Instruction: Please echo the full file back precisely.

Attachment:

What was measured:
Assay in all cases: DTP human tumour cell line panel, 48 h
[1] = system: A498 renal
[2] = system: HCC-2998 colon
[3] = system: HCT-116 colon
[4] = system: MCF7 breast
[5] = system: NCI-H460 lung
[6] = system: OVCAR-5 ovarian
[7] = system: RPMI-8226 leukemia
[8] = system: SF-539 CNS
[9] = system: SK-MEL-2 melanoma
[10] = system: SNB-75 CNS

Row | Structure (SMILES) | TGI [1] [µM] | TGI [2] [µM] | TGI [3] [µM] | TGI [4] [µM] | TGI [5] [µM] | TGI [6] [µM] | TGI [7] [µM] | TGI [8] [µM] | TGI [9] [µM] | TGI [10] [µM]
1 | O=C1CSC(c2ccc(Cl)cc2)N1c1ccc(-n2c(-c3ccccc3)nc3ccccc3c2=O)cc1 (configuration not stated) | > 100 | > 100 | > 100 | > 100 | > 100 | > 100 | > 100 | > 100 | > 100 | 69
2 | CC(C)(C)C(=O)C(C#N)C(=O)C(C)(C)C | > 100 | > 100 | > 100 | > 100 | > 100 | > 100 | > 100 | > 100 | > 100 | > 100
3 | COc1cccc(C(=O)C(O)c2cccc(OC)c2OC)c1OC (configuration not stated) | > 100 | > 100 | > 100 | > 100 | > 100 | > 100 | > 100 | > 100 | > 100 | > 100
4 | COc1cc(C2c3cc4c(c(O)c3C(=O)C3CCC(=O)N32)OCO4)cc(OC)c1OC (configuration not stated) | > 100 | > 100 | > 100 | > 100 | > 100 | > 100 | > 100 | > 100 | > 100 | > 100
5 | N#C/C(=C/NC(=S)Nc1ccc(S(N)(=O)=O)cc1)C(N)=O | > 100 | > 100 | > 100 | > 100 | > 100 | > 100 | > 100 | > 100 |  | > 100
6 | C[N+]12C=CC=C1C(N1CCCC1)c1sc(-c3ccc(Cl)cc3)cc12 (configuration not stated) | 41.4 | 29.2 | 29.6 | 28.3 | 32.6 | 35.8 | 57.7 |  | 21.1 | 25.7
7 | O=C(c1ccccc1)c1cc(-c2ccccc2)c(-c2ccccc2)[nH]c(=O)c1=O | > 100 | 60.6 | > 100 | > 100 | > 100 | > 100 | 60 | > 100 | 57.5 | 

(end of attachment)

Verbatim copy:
What was measured:
Assay in all cases: DTP human tumour cell line panel, 48 h
[1] = system: A498 renal
[2] = system: HCC-2998 colon
[3] = system: HCT-116 colon
[4] = system: MCF7 breast
[5] = system: NCI-H460 lung
[6] = system: OVCAR-5 ovarian
[7] = system: RPMI-8226 leukemia
[8] = system: SF-539 CNS
[9] = system: SK-MEL-2 melanoma
[10] = system: SNB-75 CNS

Row | Structure (SMILES) | TGI [1] [µM] | TGI [2] [µM] | TGI [3] [µM] | TGI [4] [µM] | TGI [5] [µM] | TGI [6] [µM] | TGI [7] [µM] | TGI [8] [µM] | TGI [9] [µM] | TGI [10] [µM]
1 | O=C1CSC(c2ccc(Cl)cc2)N1c1ccc(-n2c(-c3ccccc3)nc3ccccc3c2=O)cc1 (configuration not stated) | > 100 | > 100 | > 100 | > 100 | > 100 | > 100 | > 100 | > 100 | > 100 | 69
2 | CC(C)(C)C(=O)C(C#N)C(=O)C(C)(C)C | > 100 | > 100 | > 100 | > 100 | > 100 | > 100 | > 100 | > 100 | > 100 | > 100
3 | COc1cccc(C(=O)C(O)c2cccc(OC)c2OC)c1OC (configuration not stated) | > 100 | > 100 | > 100 | > 100 | > 100 | > 100 | > 100 | > 100 | > 100 | > 100
4 | COc1cc(C2c3cc4c(c(O)c3C(=O)C3CCC(=O)N32)OCO4)cc(OC)c1OC (configuration not stated) | > 100 | > 100 | > 100 | > 100 | > 100 | > 100 | > 100 | > 100 | > 100 | > 100
5 | N#C/C(=C/NC(=S)Nc1ccc(S(N)(=O)=O)cc1)C(N)=O | > 100 | > 100 | > 100 | > 100 | > 100 | > 100 | > 100 | > 100 |  | > 100
6 | C[N+]12C=CC=C1C(N1CCCC1)c1sc(-c3ccc(Cl)cc3)cc12 (configuration not stated) | 41.4 | 29.2 | 29.6 | 28.3 | 32.6 | 35.8 | 57.7 |  | 21.1 | 25.7
7 | O=C(c1ccccc1)c1cc(-c2ccccc2)c(-c2ccccc2)[nH]c(=O)c1=O | > 100 | 60.6 | > 100 | > 100 | > 100 | > 100 | 60 | > 100 | 57.5 | 